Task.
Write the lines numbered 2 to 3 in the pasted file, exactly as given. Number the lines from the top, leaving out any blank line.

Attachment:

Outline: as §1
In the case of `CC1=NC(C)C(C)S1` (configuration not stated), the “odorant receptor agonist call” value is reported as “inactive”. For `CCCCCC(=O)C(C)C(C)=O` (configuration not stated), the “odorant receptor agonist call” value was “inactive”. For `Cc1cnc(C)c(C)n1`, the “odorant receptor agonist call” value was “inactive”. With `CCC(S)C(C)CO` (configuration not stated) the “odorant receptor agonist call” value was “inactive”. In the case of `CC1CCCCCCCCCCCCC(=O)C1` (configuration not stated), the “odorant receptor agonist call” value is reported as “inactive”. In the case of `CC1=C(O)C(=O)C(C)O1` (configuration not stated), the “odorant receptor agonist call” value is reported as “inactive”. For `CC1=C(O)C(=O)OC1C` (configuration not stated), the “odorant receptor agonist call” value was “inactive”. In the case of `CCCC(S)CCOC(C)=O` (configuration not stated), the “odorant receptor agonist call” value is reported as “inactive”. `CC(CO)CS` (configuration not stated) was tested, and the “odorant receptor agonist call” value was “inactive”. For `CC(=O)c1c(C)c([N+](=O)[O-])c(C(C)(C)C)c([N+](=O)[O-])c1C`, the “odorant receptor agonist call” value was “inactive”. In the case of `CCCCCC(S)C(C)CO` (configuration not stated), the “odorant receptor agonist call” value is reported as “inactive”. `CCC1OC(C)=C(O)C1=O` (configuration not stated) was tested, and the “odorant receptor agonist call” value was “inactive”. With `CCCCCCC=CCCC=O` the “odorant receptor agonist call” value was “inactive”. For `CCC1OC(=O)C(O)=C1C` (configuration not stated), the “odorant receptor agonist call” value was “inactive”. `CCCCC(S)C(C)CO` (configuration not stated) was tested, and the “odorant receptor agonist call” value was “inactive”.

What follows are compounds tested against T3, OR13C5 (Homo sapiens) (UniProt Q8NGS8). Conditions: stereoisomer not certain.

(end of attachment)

In the case of `CC1=NC(C)C(C)S1` (configuration not stated), the “odorant receptor agonist call” value is reported as “inactive”. For `CCCCCC(=O)C(C)C(C)=O` (configuration not stated), the “odorant receptor agonist call” value was “inactive”. For `Cc1cnc(C)c(C)n1`, the “odorant receptor agonist call” value was “inactive”. With `CCC(S)C(C)CO` (configuration not stated) the “odorant receptor agonist call” value was “inactive”. In the case of `CC1CCCCCCCCCCCCC(=O)C1` (configuration not stated), the “odorant receptor agonist call” value is reported as “inactive”. In the case of `CC1=C(O)C(=O)C(C)O1` (configuration not stated), the “odorant receptor agonist call” value is reported as “inactive”. For `CC1=C(O)C(=O)OC1C` (configuration not stated), the “odorant receptor agonist call” value was “inactive”. In the case of `CCCC(S)CCOC(C)=O` (configuration not stated), the “odorant receptor agonist call” value is reported as “inactive”. `CC(CO)CS` (configuration not stated) was tested, and the “odorant receptor agonist call” value was “inactive”. For `CC(=O)c1c(C)c([N+](=O)[O-])c(C(C)(C)C)c([N+](=O)[O-])c1C`, the “odorant receptor agonist call” value was “inactive”. In the case of `CCCCCC(S)C(C)CO` (configuration not stated), the “odorant receptor agonist call” value is reported as “inactive”. `CCC1OC(C)=C(O)C1=O` (configuration not stated) was tested, and the “odorant receptor agonist call” value was “inactive”. With `CCCCCCC=CCCC=O` the “odorant receptor agonist call” value was “inactive”. For `CCC1OC(=O)C(O)=C1C` (configuration not stated), the “odorant receptor agonist call” value was “inactive”. `CCCCC(S)C(C)CO` (configuration not stated) was tested, and the “odorant receptor agonist call” value was “inactive”.

What follows are compounds tested against T3, OR13C5 (Homo sapiens) (UniProt Q8NGS8). Conditions: stereoisomer not certain.